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Let's say that I have a Java class like this:

public class PersonGrabber {
  private PersonDAO dao;

  public void setDao(PersonDao dao) {
    this.dao = dao;
  }
  public PersonDAO getDao() {
    return this.dao;
  }
  //...
}

And I have a corresponding Spring bean like this:

<bean id="personGrabber" class="com.stackoverflow.example.PersonGrabber">
  <property name="dao"><null/></property>
</bean>

Now, this is bad because I really need the dao property to be set to something on that bean before it becomes useful. However, I don't wanna wait till runtime to wait for it to throw a NullPointerException. Is there anyway to tell Spring that a bean property MUST be populated before it can be used? Ideally, I'd like it to crash on initialization so that I don't have to wait for it to find out.

I was hoping for something like an annotation along the lines of:

public class PersonGrabber {
  @SpringRequired
  private PersonDAO dao;
  //...
}

Any help from some Spring veterans out there?

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4 Answers 4

up vote 4 down vote accepted

For the type of class you've got, where you always need the other property set to a non-null value, the easiest way of enforcing this is as a two-fold thing. Use the @Required annotation on the setter to tell Spring that the method always has to be called, and a check inside the setter to see if the injection is of a real instance (i.e., isn't null).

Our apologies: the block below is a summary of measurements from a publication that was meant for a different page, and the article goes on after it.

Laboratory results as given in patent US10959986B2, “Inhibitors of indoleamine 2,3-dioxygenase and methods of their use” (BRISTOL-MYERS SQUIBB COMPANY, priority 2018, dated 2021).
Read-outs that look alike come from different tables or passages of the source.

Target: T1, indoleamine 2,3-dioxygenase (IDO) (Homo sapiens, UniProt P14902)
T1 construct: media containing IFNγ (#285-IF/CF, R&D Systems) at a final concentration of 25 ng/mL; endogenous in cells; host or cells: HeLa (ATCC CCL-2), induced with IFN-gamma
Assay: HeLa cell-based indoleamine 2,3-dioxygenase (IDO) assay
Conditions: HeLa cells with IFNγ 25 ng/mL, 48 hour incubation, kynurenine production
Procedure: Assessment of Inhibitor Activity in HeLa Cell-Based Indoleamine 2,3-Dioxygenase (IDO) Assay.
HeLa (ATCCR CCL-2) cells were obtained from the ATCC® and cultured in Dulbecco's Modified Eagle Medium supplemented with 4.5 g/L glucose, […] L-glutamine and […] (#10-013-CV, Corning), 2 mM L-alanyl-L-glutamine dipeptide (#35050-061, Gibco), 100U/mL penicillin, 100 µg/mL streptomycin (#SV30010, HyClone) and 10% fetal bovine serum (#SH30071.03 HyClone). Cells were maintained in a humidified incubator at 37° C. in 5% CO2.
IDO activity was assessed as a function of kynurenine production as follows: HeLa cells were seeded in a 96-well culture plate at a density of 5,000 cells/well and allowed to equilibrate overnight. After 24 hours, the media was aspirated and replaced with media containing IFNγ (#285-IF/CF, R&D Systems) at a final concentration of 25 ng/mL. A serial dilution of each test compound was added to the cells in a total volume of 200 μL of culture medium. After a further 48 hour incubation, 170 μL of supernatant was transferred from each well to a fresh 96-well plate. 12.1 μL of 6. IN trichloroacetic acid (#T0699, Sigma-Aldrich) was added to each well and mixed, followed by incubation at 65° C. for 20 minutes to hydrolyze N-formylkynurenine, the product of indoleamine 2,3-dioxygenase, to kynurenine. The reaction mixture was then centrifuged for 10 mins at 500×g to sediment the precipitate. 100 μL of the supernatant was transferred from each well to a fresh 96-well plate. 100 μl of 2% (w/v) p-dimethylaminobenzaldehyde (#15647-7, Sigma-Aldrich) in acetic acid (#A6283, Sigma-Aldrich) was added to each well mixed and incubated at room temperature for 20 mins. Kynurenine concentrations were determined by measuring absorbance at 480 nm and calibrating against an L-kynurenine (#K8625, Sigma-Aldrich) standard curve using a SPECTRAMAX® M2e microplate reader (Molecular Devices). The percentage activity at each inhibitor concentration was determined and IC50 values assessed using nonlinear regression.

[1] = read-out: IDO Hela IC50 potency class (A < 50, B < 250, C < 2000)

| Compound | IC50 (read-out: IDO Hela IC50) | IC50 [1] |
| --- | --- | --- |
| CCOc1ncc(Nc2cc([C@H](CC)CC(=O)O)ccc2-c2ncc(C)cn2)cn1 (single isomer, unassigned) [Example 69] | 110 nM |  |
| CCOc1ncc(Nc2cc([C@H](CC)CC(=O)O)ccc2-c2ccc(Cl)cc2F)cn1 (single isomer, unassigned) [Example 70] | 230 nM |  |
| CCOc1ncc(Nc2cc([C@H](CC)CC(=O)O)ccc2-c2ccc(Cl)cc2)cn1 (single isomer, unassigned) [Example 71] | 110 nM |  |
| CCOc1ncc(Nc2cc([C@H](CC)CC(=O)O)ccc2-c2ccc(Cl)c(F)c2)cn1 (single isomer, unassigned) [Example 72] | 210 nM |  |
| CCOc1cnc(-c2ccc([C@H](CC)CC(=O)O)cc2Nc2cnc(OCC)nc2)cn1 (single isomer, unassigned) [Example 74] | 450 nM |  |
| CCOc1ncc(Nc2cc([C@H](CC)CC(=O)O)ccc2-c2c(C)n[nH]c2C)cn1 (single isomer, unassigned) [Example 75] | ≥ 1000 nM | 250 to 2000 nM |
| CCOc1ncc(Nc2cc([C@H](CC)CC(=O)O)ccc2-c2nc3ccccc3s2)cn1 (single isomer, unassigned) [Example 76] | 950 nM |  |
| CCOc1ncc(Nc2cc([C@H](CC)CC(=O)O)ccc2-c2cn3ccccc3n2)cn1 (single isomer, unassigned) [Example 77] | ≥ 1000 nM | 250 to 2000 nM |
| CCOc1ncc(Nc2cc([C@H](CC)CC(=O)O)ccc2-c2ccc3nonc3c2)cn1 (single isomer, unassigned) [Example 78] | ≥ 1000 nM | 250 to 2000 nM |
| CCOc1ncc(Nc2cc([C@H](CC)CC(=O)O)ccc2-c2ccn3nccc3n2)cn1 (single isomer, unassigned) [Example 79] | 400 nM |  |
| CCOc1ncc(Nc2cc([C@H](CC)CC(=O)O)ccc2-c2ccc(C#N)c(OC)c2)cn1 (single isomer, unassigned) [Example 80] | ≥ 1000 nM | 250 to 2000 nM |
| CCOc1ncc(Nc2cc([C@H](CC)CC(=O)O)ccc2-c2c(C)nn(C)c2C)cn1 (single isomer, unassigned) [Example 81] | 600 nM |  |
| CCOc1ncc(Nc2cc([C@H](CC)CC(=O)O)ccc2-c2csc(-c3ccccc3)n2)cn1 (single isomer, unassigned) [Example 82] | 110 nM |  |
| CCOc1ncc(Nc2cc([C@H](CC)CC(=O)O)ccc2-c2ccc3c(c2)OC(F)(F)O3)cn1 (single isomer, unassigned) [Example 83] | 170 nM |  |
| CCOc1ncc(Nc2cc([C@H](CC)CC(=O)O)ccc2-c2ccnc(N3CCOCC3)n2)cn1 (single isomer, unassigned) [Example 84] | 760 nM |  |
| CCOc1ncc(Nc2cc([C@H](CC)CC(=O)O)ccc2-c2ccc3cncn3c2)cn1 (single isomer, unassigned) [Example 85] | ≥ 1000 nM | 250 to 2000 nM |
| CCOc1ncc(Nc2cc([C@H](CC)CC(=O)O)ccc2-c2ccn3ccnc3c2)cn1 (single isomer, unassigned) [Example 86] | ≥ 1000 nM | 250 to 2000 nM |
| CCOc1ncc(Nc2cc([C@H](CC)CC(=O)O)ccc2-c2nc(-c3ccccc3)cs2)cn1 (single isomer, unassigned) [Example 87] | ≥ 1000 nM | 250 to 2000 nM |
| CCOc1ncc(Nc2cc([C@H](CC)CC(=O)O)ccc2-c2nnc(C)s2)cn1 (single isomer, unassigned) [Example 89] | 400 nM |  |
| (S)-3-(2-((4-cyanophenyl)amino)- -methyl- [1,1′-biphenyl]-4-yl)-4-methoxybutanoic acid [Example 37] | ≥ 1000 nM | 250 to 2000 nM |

@Required
public void setDao(PersonDao dao) {
    if (dao == null)
        throw new IllegalArgumentException("property 'dao' is null");
    this.dao = dao;
}

The final little part is you need to ensure that annotation processing is switched on with this in your Spring config file(s):

<context:annotation-config/>

Mind you, there's a good chance you've already got that.

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The other thing to note is that your in-setter validation code can't check anything about the other bean, as that might not be fully configured at the point when this is called. That doesn't matter for a non-null check. –  Donal Fellows Apr 18 '11 at 8:45
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The annotation you are looking for is @Required

You can also use the init-method attribute on your bean to point to a method that is called after all properties are populated. This will allow you perform post setup validation.

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1  
But @Required is only a part of the solution; it doesn't prevent the configuration from being explicitly null. –  Donal Fellows Apr 16 '11 at 7:15
1  
My preference is to use init-method rather than annotations. Annotations and the InitializingBean interface introduce a direct dependency on Spring in the application. I avoid that whereever possible. –  Fortyrunner Apr 16 '11 at 14:48
    
Great notes you guys, thanks! –  daveslab Apr 18 '11 at 2:10
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Yet another way to do this is to declare the bean class as implementing InitializingBean, and implement the afterPropertiesSet method to check that the property has been set to an acceptable value.

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What about using JSR 303 validation with spring.? Did you have some problem with that.?

Link here, In case if you have not seen it before.

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I actually ended up writing my own Spring Bean Post Processor that used Hibernate's implementation of JSR 303 so that I could put annotations like @NotNull on them. –  daveslab Jan 11 '12 at 17:08
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